Circular economy: what is the new strategy? » ESQ - Your Certification Partner

Circular economy: what is the new strategy?

ESQ - Your Certification Partner > Quality > Circular economy: what is the new strategy?

According to MiTe (italian Ministry of the Environment) the national strategy for circular economy is a policy document which identifies actions, target and measures to be pursued in the institutional policy making with the aim of ensuring a genuine transition to circular economy.

2035 is the deadline for adopting these measures, although we don’t have that much time in practice. Indeed, already in 2017 a document was published to make Italy transit to a circular economy model, MiTe updated the document due to new necessities from the outside world.

In technical terms, circular economy does not mean simply recycling, but it involves a real change which leades companies to subvert their business models, such as the digital swtichover.

It is not just about the use of digital tools, but also appropriate financial and legislative instruments that allow to create stable relations between various trade associations, consortia of firms, managing bodies and control bodies.


EPR (Extended Producer Responsibility) systems are organizational systems which are employed to switch from a linear model to a circular one, by extending new forms of responsibility to a extended form!

In particular as regards plastics, it becomes necessary to implement EPR schemes which definitely contribute to empowerment of economic operators, that consequently feel responsible for achieving community objectives. Similarly, also in the textile sector, the introduction of a strategy which manages modalities of re-use of waste becomes a priority.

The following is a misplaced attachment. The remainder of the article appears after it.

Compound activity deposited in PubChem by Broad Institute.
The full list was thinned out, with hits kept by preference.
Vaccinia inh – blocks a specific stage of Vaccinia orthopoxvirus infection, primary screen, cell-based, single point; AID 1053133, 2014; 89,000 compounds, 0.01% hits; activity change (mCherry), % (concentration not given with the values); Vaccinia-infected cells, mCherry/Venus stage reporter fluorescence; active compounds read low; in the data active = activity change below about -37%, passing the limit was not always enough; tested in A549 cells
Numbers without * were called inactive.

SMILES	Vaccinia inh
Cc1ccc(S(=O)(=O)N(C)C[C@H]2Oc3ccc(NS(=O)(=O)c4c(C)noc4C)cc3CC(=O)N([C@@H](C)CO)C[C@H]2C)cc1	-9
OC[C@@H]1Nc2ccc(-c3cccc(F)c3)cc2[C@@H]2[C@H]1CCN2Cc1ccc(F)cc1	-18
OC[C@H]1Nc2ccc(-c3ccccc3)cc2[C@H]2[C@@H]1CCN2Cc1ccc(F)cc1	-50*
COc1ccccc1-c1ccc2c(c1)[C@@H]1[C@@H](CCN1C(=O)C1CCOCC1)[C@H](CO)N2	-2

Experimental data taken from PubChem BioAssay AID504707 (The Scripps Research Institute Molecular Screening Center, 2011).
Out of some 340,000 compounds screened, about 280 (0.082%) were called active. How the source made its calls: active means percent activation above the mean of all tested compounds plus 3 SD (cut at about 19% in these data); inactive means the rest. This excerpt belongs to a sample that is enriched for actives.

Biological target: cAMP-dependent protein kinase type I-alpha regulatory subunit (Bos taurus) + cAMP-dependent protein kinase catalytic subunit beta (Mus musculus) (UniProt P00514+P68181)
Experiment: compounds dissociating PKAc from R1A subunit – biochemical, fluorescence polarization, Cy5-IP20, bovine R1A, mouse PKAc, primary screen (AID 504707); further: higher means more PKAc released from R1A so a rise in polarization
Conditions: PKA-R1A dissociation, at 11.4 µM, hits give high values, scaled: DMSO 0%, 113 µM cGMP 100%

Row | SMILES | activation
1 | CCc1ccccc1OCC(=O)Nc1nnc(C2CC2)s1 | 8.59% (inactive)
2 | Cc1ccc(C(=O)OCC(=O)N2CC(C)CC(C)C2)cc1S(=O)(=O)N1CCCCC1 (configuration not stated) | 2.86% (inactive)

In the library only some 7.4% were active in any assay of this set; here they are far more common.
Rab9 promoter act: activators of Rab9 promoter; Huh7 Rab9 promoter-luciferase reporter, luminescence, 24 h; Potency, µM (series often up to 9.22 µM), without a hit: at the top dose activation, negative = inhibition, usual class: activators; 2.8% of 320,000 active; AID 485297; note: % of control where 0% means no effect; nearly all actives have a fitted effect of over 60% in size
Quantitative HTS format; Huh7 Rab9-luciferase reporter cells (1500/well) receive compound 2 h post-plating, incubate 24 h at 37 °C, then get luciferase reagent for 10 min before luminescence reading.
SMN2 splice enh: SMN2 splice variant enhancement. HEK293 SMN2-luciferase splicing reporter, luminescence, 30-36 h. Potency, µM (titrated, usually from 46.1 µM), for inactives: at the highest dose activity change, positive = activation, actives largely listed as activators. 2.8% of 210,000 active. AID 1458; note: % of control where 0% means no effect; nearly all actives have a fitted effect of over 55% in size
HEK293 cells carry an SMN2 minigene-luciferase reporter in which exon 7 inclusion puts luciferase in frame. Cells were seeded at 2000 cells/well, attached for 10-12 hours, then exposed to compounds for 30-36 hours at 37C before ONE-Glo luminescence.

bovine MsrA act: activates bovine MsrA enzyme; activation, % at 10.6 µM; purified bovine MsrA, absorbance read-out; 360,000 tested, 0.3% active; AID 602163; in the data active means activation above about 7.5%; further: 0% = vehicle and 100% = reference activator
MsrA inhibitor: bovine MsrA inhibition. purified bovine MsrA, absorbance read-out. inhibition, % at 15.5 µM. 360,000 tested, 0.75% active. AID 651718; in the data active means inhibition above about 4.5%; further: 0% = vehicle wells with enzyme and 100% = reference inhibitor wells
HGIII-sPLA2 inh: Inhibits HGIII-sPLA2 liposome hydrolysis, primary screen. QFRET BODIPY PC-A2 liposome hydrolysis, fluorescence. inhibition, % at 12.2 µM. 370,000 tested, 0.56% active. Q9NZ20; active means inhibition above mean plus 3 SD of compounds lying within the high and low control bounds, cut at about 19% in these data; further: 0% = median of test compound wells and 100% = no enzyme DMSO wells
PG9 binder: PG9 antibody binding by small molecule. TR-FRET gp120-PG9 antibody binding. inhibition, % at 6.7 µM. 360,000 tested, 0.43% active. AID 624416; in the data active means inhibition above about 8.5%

In circular economy strategy a whole chapter is dedicated to the figure of the consumer because this strategy implementation should cover not only the improvement of production but also the change of consumption patterns.

But in order to make consumers conscious , it is necessary to:

  • combat misleading advertising;
  • promote knowledge and use of recognized brands (for example Ecolabel, ed), both for environmental aspects and for social ones;
  • encourage, also fiscally, repair activities and the ones which share products and services.


Circular economy is fundamental also for the water.
In this case it becomes necessary:

  • the revision of the current regulatory framework and unification of several prescriptions, requirements and water quality standards, traceable at various texts and legislation, in a single coordinated provision easy to use for operators;
  • the possible expansion of the types of re-usable waters for different uses, regardless of their origin.
    “Indeed, it must be reiterated that as long as chemical-physical and microbiological qualities of treated water are respected, its origin shall not preclude any kind of industrial, agricultural and civil use.”

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